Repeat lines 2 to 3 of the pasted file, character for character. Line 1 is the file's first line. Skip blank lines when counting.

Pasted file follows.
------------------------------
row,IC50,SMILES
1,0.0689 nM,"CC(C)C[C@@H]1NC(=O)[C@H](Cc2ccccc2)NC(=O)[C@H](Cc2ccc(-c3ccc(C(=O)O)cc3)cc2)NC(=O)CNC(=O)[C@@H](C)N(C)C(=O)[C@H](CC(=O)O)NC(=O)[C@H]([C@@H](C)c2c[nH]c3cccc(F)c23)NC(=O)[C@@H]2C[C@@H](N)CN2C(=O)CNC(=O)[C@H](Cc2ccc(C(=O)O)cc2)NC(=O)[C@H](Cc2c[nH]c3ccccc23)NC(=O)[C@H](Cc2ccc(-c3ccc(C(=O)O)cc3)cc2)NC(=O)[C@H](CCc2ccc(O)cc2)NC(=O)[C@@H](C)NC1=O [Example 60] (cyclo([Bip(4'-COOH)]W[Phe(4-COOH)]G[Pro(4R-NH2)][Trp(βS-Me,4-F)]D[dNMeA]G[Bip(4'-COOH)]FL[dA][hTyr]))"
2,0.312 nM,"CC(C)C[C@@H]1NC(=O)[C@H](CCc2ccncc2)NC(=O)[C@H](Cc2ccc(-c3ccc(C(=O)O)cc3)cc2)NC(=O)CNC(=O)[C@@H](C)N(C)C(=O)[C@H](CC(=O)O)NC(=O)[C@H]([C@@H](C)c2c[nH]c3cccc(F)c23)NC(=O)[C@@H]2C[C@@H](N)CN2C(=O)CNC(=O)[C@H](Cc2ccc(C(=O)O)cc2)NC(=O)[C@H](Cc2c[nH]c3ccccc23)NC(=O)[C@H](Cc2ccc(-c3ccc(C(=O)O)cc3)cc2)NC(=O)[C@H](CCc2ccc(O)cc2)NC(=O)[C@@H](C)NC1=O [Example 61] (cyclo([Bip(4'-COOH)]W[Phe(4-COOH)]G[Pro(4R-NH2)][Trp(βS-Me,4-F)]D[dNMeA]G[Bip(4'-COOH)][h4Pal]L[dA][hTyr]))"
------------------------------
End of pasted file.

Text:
1,0.0689 nM,"CC(C)C[C@@H]1NC(=O)[C@H](Cc2ccccc2)NC(=O)[C@H](Cc2ccc(-c3ccc(C(=O)O)cc3)cc2)NC(=O)CNC(=O)[C@@H](C)N(C)C(=O)[C@H](CC(=O)O)NC(=O)[C@H]([C@@H](C)c2c[nH]c3cccc(F)c23)NC(=O)[C@@H]2C[C@@H](N)CN2C(=O)CNC(=O)[C@H](Cc2ccc(C(=O)O)cc2)NC(=O)[C@H](Cc2c[nH]c3ccccc23)NC(=O)[C@H](Cc2ccc(-c3ccc(C(=O)O)cc3)cc2)NC(=O)[C@H](CCc2ccc(O)cc2)NC(=O)[C@@H](C)NC1=O [Example 60] (cyclo([Bip(4'-COOH)]W[Phe(4-COOH)]G[Pro(4R-NH2)][Trp(βS-Me,4-F)]D[dNMeA]G[Bip(4'-COOH)]FL[dA][hTyr]))"
2,0.312 nM,"CC(C)C[C@@H]1NC(=O)[C@H](CCc2ccncc2)NC(=O)[C@H](Cc2ccc(-c3ccc(C(=O)O)cc3)cc2)NC(=O)CNC(=O)[C@@H](C)N(C)C(=O)[C@H](CC(=O)O)NC(=O)[C@H]([C@@H](C)c2c[nH]c3cccc(F)c23)NC(=O)[C@@H]2C[C@@H](N)CN2C(=O)CNC(=O)[C@H](Cc2ccc(C(=O)O)cc2)NC(=O)[C@H](Cc2c[nH]c3ccccc23)NC(=O)[C@H](Cc2ccc(-c3ccc(C(=O)O)cc3)cc2)NC(=O)[C@H](CCc2ccc(O)cc2)NC(=O)[C@@H](C)NC1=O [Example 61] (cyclo([Bip(4'-COOH)]W[Phe(4-COOH)]G[Pro(4R-NH2)][Trp(βS-Me,4-F)]D[dNMeA]G[Bip(4'-COOH)][h4Pal]L[dA][hTyr]))"